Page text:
204        - turn on "Ethernet (10 or 100Mbit)"
205        - turn on "AX88796 NE2000 compatible chipset"
206
207     The driver can be found in:
208
209    drivers/net/ax88796.c
210    include/asm/ax88796.h
211
212
213 (*) WorkRAM Driver
214
215     This driver provides a character device that permits access to the WorkRAM
216     that can be found on the FR451 CPU. Each page is accessible through a
217     separate minor number, thereby permitting each page to have its own
218     filesystem permissions set on the device file.
219
220     The device files should be:
221
222    mknod /dev/frv/workram0 c 240 0
223    mknod /dev/frv/workram1 c 240 1
224    mknod /dev/frv/workram2 c 240 2
225    ...
226
227     The driver will not permit the opening of any device file that does not
228     correspond to at least a partial page of WorkRAM. So the first device file
229     is the only one available on the FR451. If any other CPU is detected, none
230     of the devices will be openable.
231
232     The devices can be accessed with read, write and llseek, and can also be
233     mmapped. If they're mmapped, they will only map at the appropriate
234     0x7e8nnnnn address on linux and at the 0xfe8nnnnn address on uClinux. If
235     MAP_FIXED is not specified, the appropriate address will be chosen anyway.
236
237     The mappings must be MAP_SHARED not MAP_PRIVATE, and must not be
238     PROT_EXEC. They must also start at file offset 0, and must not be longer
239     than one page in size.
240
241     This driver can be configured by running make xconfig, and going to:
242
243    (*) Character devices
244        - turn on "Fujitsu FR-V CPU WorkRAM support"
245
246
247 (*) Dynamic data cache write mode changing
248
249     It is possible to view and to change the data cache's write mode through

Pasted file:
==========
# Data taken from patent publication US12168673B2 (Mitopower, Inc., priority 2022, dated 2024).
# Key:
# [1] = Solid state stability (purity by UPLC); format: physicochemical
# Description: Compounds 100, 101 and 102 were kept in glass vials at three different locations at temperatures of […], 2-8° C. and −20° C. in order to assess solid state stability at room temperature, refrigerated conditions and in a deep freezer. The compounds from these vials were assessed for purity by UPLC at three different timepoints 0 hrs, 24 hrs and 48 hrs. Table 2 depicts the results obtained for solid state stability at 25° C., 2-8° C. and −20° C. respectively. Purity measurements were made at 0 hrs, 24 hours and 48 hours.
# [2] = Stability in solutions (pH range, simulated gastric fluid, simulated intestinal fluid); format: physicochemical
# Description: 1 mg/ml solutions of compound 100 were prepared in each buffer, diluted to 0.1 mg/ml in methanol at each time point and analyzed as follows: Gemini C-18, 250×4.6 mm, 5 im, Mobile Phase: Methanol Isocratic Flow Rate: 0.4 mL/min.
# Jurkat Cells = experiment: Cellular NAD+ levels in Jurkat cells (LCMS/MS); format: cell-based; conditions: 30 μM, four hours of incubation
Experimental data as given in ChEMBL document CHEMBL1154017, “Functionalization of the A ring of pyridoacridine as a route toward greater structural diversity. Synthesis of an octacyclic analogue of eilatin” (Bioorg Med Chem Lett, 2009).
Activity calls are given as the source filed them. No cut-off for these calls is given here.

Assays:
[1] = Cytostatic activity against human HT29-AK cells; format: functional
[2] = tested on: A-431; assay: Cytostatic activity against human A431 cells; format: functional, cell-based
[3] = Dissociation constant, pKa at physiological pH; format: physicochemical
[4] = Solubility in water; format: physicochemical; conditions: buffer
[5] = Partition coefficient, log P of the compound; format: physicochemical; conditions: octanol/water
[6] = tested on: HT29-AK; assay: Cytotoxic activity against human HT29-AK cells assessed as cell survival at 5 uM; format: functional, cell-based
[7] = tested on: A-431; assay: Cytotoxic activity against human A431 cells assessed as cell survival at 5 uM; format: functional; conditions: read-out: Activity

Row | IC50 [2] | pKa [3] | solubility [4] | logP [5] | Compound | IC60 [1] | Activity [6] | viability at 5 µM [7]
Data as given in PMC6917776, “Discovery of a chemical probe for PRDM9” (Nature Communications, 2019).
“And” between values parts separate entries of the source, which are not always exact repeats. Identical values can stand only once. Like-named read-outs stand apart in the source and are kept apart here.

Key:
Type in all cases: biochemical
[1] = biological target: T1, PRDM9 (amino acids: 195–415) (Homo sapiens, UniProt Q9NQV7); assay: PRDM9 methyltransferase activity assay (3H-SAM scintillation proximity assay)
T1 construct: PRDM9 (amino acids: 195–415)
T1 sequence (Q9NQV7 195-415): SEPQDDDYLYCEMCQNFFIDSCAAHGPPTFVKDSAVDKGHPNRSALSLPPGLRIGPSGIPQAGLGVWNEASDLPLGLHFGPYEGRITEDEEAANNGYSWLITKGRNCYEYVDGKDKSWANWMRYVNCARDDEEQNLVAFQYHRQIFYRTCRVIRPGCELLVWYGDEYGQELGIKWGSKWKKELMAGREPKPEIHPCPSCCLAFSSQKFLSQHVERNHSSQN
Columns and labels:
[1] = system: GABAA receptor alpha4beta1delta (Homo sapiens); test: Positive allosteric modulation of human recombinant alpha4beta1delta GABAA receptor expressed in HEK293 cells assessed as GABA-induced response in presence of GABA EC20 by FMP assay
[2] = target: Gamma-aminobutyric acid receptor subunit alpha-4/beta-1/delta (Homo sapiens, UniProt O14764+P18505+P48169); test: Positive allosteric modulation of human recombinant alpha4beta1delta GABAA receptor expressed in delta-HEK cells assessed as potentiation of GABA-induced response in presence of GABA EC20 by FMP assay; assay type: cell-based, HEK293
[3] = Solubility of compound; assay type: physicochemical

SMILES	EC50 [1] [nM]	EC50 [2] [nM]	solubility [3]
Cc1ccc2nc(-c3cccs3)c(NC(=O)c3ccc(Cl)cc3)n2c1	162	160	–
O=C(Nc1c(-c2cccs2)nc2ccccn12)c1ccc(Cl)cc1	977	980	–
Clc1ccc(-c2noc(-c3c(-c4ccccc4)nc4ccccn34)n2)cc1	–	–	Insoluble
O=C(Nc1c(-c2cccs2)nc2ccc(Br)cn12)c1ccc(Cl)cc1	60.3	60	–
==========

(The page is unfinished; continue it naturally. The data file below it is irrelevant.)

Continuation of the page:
250     the /proc/sys/frv/cache-mode file while the kernel is running. There are
251     two modes available:
252
253    NAME MEANING
254    ===== ==========================================
255    wthru Data cache is in Write-Through mode
256    wback Data cache is in Write-Back/Copy-Back mode
257
258     To read the cache mode:
259
260    # cat /proc/sys/frv/cache-mode
261    wthru
262
263     To change the cache mode:
264
265    # echo wback >/proc/sys/frv/cache-mode
266    # cat /proc/sys/frv/cache-mode
267    wback
268
269
270 (*) MMU Context IDs and Pinning
271
272     On MMU Linux the CPU supports the concept of a context ID in its MMU to
273     make it more efficient (TLB entries are labelled with a context ID to link
274     them to specific tasks).
275
276     Normally once a context ID is allocated, it will remain affixed to a task
277     or CLONE_VM'd group of tasks for as long as it exists. However, since the
278     kernel is capable of supporting more tasks than there are possible ID
279     numbers, the kernel will pass context IDs from one task to another if
280     there are insufficient available.
281
282     The context ID currently in use by a task can be viewed in /proc:
283
284    # grep CXNR /proc/1/status
285    CXNR: 1
286
287     Note that kernel threads do not have a userspace context, and so will not
288     show a CXNR entry in that file.
289
290     Under some circumstances, however, it is desirable to pin a context ID on
291     a process such that the kernel won't pass it on. This can be done by
292     writing the process ID of the target process to a special file:
293
294    # echo 17 >/proc/sys/frv/pin-cxnr
295
296     Reading from the file will then show the context ID pinned.
297
298    # cat /proc/sys/frv/pin-cxnr
299    4
300
301     The context ID will remain pinned as long as any process is using that
302     context, i.e.: when the all the subscribing processes have exited or
303     exec'd; or when an unpinning request happens:
304
305    # echo 0 >/proc/sys/frv/pin-cxnr
306
307     When there isn't a pinned context, the file shows -1:
308
309    # cat /proc/sys/frv/pin-cxnr
310    -1
311